In one scenario, the clash of perspectives jeopardizes effective communication, mutual understanding, and trust, leading to dissatisfaction and potential non-compliance.

Now, envision health practitioners educated in Ghanaian bioethics. They seamlessly integrate traditional beliefs, fostering harmonious interactions that respect patients’ cultural backgrounds. Treatment decisions align with both biomedical aspects and the patients’ cultural and philosophical beliefs, resulting in a positive health outcome.

These thought experiments also emphasise the need for Ghanaian bioethics in health professions education, ensuring cultural sensitivity and understanding to navigate diverse beliefs for a patient–centered health system.

Importantly, Barugahare suggested care is necessary: focusing solely on identity should not be the exclusive, and arguably not the primary, objective of the discussion. Recognizing that context plays a vital role in selecting, interpreting, and applying ethical principles in specific local environments. Our emphasis should be on an unbiased exploration for bioethical principles capable of addressing moral challenges in African and global health, regardless of their origin. Simultaneously, we should prioritise strategies to ensure adherence to the identified principles.


My intention is not to create a dichotomy between different perspectives but to bring attention to fundamental issues we have overlooked in our ongoing struggle to address the enduring effects of the colonial legacy, which has significantly eroded the identity of Ghanaians and Africans. The question arises: can we establish a healthcare system in Ghana that is purely inspired by Ghanaian philosophy, free from Western influences? Moreover, without considering the social, cultural, and philosophical perspectives of Ghanaians and Africans, there is a continued risk of unsatisfactory practitioner–patient interactions, leading patients to seek alternative healthcare options, including indigenous and faith-based healing, even when the latter lacks empirical foundations, allowing charlatans to defraud our people and taking advantage of our failed health systems not just in Ghana but across sub-Saharan Africa promising them of healing that fails materialise and enriching themselves in the process.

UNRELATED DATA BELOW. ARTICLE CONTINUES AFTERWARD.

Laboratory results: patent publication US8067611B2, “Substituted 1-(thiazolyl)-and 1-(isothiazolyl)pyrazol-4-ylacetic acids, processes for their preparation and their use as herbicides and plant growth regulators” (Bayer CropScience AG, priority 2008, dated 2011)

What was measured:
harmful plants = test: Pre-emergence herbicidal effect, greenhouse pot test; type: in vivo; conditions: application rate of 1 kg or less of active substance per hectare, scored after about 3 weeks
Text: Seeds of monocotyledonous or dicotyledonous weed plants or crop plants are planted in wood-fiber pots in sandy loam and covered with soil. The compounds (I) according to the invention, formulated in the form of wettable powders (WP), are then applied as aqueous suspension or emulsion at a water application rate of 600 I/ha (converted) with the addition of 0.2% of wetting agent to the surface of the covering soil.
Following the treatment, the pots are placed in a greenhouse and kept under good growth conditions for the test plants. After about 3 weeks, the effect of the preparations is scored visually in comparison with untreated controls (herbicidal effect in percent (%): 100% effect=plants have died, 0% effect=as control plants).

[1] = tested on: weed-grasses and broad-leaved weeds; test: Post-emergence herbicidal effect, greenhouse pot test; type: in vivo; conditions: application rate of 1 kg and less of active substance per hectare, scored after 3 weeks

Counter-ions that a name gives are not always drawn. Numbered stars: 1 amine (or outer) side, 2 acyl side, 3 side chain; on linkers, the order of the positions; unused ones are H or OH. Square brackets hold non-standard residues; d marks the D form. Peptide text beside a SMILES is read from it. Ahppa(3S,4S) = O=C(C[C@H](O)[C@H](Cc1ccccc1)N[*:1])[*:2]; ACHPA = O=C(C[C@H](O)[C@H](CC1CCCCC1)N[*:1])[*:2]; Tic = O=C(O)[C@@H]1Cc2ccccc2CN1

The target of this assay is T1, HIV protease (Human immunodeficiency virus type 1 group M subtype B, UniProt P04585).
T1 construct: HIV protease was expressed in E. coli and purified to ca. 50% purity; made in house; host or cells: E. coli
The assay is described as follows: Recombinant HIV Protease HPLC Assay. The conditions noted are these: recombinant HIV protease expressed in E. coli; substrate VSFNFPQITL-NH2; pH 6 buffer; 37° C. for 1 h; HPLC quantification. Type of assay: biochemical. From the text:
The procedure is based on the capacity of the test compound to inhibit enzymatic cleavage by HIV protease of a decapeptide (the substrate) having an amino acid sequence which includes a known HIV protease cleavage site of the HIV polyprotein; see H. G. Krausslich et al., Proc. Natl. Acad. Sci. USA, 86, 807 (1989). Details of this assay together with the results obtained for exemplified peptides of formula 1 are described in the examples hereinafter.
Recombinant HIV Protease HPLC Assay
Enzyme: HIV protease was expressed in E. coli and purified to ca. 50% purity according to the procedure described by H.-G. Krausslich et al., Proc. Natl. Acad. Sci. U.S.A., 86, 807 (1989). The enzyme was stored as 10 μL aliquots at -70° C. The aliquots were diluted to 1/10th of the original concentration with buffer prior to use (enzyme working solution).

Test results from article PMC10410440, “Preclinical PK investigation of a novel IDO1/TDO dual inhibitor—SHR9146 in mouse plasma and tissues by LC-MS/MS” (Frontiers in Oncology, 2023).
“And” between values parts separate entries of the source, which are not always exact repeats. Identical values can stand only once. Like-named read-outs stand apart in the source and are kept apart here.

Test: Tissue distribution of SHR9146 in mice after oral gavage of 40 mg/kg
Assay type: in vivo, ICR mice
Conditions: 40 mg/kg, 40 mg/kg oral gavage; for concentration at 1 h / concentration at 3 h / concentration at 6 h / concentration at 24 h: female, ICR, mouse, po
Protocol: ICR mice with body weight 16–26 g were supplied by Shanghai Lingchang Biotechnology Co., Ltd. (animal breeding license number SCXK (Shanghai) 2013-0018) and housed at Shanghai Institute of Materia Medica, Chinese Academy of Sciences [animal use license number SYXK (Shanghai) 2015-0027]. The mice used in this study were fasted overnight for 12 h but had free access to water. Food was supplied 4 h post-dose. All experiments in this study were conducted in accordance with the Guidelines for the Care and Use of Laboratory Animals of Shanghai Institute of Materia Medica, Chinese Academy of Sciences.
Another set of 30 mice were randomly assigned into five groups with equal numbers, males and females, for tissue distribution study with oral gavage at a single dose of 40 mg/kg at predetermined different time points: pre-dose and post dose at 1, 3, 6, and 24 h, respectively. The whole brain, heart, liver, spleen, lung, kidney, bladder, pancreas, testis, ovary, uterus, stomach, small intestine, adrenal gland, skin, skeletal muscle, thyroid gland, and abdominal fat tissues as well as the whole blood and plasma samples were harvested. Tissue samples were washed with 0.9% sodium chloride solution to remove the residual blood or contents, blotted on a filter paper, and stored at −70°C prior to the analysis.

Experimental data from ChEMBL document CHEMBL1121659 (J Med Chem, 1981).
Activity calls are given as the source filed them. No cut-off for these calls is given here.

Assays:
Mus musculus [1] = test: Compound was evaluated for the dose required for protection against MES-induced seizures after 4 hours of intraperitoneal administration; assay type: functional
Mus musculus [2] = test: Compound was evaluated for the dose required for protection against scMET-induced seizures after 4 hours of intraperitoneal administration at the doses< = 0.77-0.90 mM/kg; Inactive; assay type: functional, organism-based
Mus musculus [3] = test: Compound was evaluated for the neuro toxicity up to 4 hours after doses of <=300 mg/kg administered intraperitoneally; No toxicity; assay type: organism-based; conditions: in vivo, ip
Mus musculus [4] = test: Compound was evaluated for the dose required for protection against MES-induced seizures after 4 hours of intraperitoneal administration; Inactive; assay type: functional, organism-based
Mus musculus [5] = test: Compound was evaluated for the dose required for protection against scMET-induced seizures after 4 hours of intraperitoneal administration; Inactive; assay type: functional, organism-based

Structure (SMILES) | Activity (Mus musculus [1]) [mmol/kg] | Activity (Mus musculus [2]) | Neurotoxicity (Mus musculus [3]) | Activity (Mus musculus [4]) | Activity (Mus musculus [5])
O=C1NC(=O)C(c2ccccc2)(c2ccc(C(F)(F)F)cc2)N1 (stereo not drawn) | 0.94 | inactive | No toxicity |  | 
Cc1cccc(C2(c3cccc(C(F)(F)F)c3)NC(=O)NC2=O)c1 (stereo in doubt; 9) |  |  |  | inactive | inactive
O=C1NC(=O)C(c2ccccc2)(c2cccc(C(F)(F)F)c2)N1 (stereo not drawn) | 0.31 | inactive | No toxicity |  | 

Numerous instances highlight the substantial influence of our ethical and philosophical culture on our worldview. It is my hope that we embark on a quest for self-discovery, seeking the truth about ourselves rather than relying on external narratives. This journey necessitates self-belief and the creation of a sustainable health system by investing in our pluralistic healthcare approaches to ensure Universal Health Coverage.

In conclusion, the burgeoning field of bioethics in Africa presents significant opportunities. The Ghanaian Health System stands to gain considerably from trained Bioethicists/Clinical Ethicists. We use knowledge and skills from diverse fields including philosophy, medicine, nursing, law and religion to advocate for the best interests of patients and healthcare practitioners. This involves resolving conflicts, enhancing ethical policies and compliance, and ultimately elevating the standards of care in healthcare facilities. Similar to Nigeria and South Africa, it is imperative for the Ministry of Health in Ghana to establish, if not already in place, a dedicated Bioethics Department or Division responsible for addressing compelling bioethical issues within the healthcare system. This strategic move is a step towards building a sustainable healthcare system that prioritizes the well-being of the people of Ghana.


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  • Konadu, K. (2008). Medicine and Anthropology in Twentieth Century Africa: Akan Medicine and Encounters with (Medical) Anthropology, African Studies Quarterly, Volume 10, Issues 2 & 3.
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Written by

Richard A. Buabeng,

Bioethicist and RN